Boreal Owl: A Fascinating Creature of the North

by Chris Anderson on January 30, 2024
The Boreal Owl, also known as Tengmalm's Owl, is a small but mighty creature inhabiting the northern hemisphere's boreal forests. Despite its small size, the Boreal Owl has captured the attention of many birdwatchers and nature enthusiasts due to its unique characteristics and behaviors. 
BOREAL OWL Aegolius funereus

In this article, we will explore the different aspects of this fascinating creature, including its size and weight, habitat, prey, unique behavior, reproduction, and what we find amazing about Boreal Owls.

Size & Weight

The Boreal Owl is one of the smallest owls in North America, measuring only 8-10 inches in length and weighing between 3-7 ounces. Despite its small size, it has a wingspan of up to 22 inches, allowing it to fly silently through the forest in search of prey.


The Boreal Owl can be found in the boreal forests of North America, Europe, and Asia. It prefers dense spruce and fir forests with open spaces and dense underbrush. These forests provide the perfect environment for the Boreal Owl to hunt and breed, offering ample prey and nesting sites.


The Boreal Owl feeds primarily on small rodents, such as voles and mice, but it has also been known to eat small birds and insects. Unlike other owls that hunt at night, the Boreal Owl is crepuscular, which means it is most active during dawn and dusk. This unique behavior allows it to hunt when its prey is most active, increasing its chances of a successful hunt.

Unique Behavior

One of the most unique behaviors of the Boreal Owl is its ability to lower its body temperature during the winter months. This is known as torpor, allowing the owl to conserve energy when food is scarce. The Boreal Owl also has remarkable hearing, which it uses to locate prey in the dark. Its facial disc, a circular arrangement of feathers around its face, acts as a sound collector, directing sounds toward the owl's ears.


The Boreal Owl is a monogamous bird; pairs typically mate for life. Breeding season occurs in the late winter and early spring, with females laying 3-7 eggs in a tree cavity or abandoned woodpecker hole. Both parents will take turns incubating the eggs and caring for the young. The young will fledge after about a month, and the parents will continue to care for them for several weeks until they can hunt for themselves.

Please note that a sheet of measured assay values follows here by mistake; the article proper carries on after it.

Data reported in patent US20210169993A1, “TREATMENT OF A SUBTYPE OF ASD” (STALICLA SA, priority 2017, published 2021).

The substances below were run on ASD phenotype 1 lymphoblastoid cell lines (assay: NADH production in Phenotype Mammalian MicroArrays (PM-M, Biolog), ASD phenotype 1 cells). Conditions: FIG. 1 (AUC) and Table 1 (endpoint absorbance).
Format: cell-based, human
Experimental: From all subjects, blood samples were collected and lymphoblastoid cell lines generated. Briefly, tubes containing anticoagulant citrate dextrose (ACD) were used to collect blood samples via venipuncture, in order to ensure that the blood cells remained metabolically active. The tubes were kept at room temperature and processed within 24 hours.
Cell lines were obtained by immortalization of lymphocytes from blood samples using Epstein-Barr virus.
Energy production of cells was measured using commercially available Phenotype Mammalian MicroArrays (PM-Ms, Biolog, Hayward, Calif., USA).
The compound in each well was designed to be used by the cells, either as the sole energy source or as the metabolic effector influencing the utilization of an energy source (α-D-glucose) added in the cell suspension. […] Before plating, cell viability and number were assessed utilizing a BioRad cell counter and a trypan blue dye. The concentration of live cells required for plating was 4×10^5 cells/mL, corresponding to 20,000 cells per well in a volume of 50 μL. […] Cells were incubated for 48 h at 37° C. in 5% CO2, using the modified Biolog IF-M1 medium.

What We Find Amazing About Boreal Owls

One of the most amazing things about Boreal Owls is their ability to survive in harsh environments. They can withstand temperatures as low as -40 degrees Fahrenheit, and their torpor behavior allows them to conserve energy when food is scarce. Despite their small size, their unique facial disc and remarkable hearing make them highly effective hunters.

Another fantastic thing about Boreal Owls is their role in the ecosystem. By feeding on small rodents, they help control their populations, which benefits the forest ecosystem. They also provide food for larger predators, such as eagles and hawks, further contributing to the balance of the ecosystem.

In conclusion, the Boreal Owl is a fascinating creature that has captured the hearts of many nature enthusiasts. Its small size, unique behaviors, and essential role in the ecosystem make it a creature worth learning about and protecting.

By understanding and appreciating the Boreal Owl, we can help to ensure its survival for generations to come.